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Privacy Monday - September 22, 2014

Happy autumnal equinox --

Home Depot Breach - By the Numbers

56 million cards at risk (compare to Target = 40 million)

$62 million in estimated costs (compare to Target  =$146 million and counting)

$27 million insurance coverage (compare to Target = $100 million in cover)

Lawsuits filed - at least 1 in US and 1 in Canada

Filed 8-K with Securities and Exchange Commission on September 8 (Took Target 2 months to file)

Lame Duck Cyber Legislation Preview from ML Strategies

In June, the Senate Homeland Security and Governmental Affairs Committee approved two cybersecurity measures, the National Cybersecurity Communications Integration Center Act and the Federal Information Security Modernization Act.  While the bills are bipartisan, introduced by HSGAC Chairman Tom Carper (D-DE) and Ranking Member Tom Coburn (R-OK), final passage is uncertain and could wait until next year. In July, the Senate Intelligence Committee approved S. 2588, the Cybersecurity Information Sharing Act, a bipartisan bill proposed by committee Chairwoman Dianne Feinstein (D-CA) and Ranking Member Saxby Chambliss (R-GA). Introduced by Rep. Jim Sensenbrenner (R-WI), the USA Freedom Act (H.R. 3361), amending the Foreign Intelligence Service Act of 1978, was approved in the House in May. A companion bill, S. 2685, was introduced by Senator Patrick Leahy (D-VT) and placed on the Senate calendar in July. Despite this legislative activity on cyber, it is possible that this issue will not be addressed during the lame duck, barring some triggering event.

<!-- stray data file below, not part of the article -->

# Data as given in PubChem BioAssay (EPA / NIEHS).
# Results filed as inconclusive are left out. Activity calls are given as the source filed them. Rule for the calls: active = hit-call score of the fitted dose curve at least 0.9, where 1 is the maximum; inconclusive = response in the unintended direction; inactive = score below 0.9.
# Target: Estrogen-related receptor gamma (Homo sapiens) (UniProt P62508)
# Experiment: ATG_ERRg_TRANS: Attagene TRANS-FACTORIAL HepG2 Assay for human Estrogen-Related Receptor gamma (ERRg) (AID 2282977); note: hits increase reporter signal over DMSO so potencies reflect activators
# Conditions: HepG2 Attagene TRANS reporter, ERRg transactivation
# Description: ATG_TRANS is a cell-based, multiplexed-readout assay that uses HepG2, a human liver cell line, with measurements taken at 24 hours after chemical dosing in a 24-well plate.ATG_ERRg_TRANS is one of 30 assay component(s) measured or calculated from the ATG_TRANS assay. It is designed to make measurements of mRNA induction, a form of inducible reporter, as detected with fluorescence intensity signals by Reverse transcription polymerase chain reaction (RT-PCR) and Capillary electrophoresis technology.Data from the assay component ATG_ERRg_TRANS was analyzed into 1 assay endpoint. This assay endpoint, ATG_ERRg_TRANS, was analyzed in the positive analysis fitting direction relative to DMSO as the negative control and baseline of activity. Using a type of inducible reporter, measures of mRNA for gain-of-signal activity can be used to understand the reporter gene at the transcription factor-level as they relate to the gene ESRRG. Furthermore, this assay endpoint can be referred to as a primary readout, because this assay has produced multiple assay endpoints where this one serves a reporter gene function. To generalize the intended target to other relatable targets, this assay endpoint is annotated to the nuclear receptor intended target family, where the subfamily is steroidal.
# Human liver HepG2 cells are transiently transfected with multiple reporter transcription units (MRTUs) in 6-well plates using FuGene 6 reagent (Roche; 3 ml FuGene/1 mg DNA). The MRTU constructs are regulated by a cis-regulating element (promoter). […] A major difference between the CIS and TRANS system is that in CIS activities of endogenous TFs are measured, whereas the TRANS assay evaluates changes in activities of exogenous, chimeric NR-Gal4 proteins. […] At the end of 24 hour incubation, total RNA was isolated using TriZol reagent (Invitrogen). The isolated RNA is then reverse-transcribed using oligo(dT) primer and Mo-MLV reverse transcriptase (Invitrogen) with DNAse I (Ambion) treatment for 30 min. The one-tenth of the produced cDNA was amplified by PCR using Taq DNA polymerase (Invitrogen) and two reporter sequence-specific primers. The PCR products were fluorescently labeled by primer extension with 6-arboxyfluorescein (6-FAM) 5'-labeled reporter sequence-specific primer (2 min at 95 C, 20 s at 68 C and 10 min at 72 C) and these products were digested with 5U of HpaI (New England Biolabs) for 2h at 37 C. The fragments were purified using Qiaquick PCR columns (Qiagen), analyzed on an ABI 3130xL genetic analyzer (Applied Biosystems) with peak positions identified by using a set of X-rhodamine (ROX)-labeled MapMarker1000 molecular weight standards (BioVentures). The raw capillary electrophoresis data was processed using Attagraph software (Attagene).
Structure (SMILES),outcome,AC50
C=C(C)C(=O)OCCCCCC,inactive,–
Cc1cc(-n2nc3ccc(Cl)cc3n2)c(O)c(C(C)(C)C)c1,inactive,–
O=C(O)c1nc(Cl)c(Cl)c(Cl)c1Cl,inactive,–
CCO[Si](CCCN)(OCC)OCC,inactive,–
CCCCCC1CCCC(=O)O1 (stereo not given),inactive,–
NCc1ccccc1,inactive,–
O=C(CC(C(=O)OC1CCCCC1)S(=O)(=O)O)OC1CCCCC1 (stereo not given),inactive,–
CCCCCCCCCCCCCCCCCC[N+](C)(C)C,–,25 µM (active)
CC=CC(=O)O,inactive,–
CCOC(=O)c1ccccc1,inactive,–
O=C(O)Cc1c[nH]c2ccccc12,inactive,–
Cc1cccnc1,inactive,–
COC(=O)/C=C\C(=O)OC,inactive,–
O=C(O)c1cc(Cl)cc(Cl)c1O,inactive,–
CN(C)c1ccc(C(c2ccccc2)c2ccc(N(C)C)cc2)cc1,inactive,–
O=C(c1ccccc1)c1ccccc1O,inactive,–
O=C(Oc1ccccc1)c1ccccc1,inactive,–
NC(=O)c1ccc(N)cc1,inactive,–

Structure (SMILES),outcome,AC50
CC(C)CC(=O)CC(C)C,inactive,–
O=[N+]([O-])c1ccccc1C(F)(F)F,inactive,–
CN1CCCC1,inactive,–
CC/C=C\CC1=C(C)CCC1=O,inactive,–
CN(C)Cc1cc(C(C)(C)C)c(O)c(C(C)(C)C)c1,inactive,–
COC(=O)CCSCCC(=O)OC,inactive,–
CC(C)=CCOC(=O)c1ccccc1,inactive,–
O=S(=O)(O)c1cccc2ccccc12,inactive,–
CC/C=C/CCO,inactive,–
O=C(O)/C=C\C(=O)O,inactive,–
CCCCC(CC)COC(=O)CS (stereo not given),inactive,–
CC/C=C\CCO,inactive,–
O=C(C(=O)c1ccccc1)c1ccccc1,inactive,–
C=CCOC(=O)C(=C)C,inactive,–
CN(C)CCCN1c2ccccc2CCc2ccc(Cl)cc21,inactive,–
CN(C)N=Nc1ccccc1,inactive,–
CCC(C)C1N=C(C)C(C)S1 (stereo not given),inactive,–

OCR Issues Guidance on HIPAA and Same-Sex Marriage

previously posted on Health Law & Policy Matters

The U.S. Department of Health and Human Services (“HHS”) Office for Civil Rights (“OCR”) has released guidance  to help covered entities and business associates understand the privacy implications of the 2013 Supreme Court decision in United States v. Windsor (“Windsor”).

The Supreme Court ruled in Windsor that Section 3 of the Defense of Marriage Act (“DOMA”), which provided that federal law would recognize only opposite-sex marriages, was unconstitutional.  Since Windsor, HHS has already extended Medicare coverage to same-sex couples.

The HIPAA Privacy Rule provides some protections to family members, including spouses, of patients.  For example, Protected Health Information relating to the patient’s care may sometimes be shared with family members of patients.  In addition, the protections against the use of individuals’ genetic information for underwriting purposes under the Genetic Information Nondiscrimination Act (“GINA”) extend to certain information about family members.

OCR’s guidance on HIPAA and Same-sex Marriage addresses the effect of Windsor on HIPAA provisions relating to family members.  The guidance clarifies that, under the Privacy Rule, “spouse” includes both same-sex and opposite-sex individuals who are legally married.  The term “marriage” extends to same-sex marriages, and “family member” includes dependents of those marriages.

These terms apply to legally married same-sex individuals, regardless of whether or not they live in or receive services in a jurisdiction that recognizes their marriage.

One big question remains: Do same-sex spouses qualify as “personal representatives” under the Privacy Rule?  OCR stated that it intends to issue clarifications on this topic through guidance or rulemaking.  We will continue to post updates on HIPAA and same-sex marriage issues as additional guidance is released.


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Cynthia J. Larose

Member / Co-Chair, Privacy & Cybersecurity Practice

Cynthia J. Larose is Chair of the firm's Privacy & Cybersecurity Practice, a Certified Information Privacy Professional-US (CIPP-US), and a Certified Information Privacy Professional-Europe (CIPP-E). She works with clients in various industries to develop comprehensive information security programs on the front end, and provides timely counsel when it becomes necessary to respond to a data breach.